Today, with anticipation I open the New Testament after 242 readings from the Old, and – it’s a page of genealogy. Thanks.
Then I read it, and it makes a lot more sense than it has before that this comes as the first, off-putting page of the greatest book in history, the one I give to people when they’re ready to find out about God – the New Testament. Because now the names all ring loud and recent bells in my mind, as part of the story that I’ve just read. They make it clear that this book is not a new story, but follows on from what’s already been written; and that the key thing about that ancient story is that it has been worked out in human lives. God has not usually worked by heavenly decree, but through the ordinary and extraordinary people of the Old Testament. Their story has brought the world to this moment, where God enters the human story in person.
What’s particularly fascinating about Matthew’s genealogy is the inclusion of a few key women alongside the fathers and greatgrandfathers of Joseph. Rahab and Ruth, two Gentile women whose faith shines from the Old Testament, are mentioned by name. Bathsheba, Solomon’s mother, isn’t given a name, but is ‘the wife of Uriah’ – for all of David’s greatness, his greatest sin is not hidden. Perhaps, too, we need to be reminded that the Messiah’s family tree doesn’t just include foreigners but also the legacy of lust, adultery and betrayal. After all, there’s some of that in most people’s ancestry, and this is part of the humanity he comes to share.
Overall, though, this whole introduction serves to link Old and New in Jesus. And something new is indeed happening – after the birth of Jesus, genealogies seem to lose their religious significance.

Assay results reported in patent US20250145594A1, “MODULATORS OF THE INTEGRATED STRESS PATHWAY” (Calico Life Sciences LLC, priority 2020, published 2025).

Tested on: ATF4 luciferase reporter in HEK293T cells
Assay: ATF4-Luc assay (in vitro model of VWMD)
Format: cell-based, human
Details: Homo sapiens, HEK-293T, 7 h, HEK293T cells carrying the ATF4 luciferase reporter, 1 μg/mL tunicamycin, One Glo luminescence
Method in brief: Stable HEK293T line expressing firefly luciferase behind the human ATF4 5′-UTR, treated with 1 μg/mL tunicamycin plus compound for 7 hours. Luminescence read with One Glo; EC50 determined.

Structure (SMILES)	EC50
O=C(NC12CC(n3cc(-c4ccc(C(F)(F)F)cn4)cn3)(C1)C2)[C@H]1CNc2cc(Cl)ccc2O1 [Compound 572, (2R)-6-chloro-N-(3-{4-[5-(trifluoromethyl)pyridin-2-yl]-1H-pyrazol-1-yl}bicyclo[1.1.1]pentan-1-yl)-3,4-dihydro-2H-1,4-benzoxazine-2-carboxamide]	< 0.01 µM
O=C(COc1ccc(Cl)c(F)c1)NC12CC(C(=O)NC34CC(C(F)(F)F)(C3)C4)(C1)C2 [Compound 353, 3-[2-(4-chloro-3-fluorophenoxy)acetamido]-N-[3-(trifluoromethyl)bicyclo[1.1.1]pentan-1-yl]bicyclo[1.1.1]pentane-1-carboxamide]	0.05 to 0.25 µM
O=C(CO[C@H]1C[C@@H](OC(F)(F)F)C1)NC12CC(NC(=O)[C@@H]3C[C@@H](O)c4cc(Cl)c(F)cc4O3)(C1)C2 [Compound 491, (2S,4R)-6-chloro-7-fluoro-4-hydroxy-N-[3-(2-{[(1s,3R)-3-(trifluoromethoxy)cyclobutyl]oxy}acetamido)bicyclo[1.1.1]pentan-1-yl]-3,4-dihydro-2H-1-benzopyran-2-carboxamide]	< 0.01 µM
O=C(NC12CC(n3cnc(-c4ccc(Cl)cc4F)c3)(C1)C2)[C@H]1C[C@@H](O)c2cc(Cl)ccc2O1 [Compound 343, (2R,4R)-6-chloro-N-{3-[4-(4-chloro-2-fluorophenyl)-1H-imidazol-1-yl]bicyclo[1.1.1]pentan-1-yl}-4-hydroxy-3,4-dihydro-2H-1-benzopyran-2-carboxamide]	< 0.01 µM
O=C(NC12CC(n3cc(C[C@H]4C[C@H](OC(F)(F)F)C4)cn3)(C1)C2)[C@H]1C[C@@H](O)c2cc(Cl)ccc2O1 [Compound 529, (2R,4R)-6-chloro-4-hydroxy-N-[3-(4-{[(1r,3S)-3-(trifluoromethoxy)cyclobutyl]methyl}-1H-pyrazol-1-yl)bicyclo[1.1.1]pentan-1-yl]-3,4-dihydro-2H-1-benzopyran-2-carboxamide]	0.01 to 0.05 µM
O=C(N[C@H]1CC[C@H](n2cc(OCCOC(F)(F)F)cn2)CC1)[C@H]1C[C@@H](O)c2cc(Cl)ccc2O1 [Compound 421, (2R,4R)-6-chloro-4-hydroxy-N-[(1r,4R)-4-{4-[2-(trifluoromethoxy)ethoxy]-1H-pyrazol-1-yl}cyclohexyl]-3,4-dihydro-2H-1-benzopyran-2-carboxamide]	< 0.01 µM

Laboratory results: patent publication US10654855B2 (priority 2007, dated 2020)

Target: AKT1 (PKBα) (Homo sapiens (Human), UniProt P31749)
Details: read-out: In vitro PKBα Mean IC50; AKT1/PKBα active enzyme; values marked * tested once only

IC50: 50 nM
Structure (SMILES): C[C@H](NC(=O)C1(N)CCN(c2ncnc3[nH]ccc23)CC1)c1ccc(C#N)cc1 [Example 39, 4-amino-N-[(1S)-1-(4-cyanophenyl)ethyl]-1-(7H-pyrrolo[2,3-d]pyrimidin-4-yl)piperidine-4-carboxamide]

Once the story really gets going, with the conception and birth of Jesus – told mainly, here, from Joseph’s point of view. The meaning of the birth is spelled out in the two names given to the child – ‘Jesus’, meaning ‘God saves’ and ‘Emmanuel’, meaning ‘God with us’.
The visit of the Wise Men, with its tragic consequences for the families of Bethlehem, fulfils in symbol the prophecies of the nations coming to worship, but shows how even the greatest of worldly wisdom and the best of intentions need God’s guidance as well – and how acting on what seems logical and right can lead to disaster.
At the same time, their actions link again the two testaments, but with an ironic twist. In the book of Exodus, Moses was saved in Egypt from the infanticide of a tyrant, Pharoah. Now, a tyrant is in charge in Jerusalem, and Jesus has to flee to Egypt to escape with his life.
This whole story, with its glory and wonder and with its horror, is the more powerful now that I read it with the whole Old Testament story fresh in my mind. There’s a sense of fulfilment that comes across in a new way.
The genealogy helps. Honest.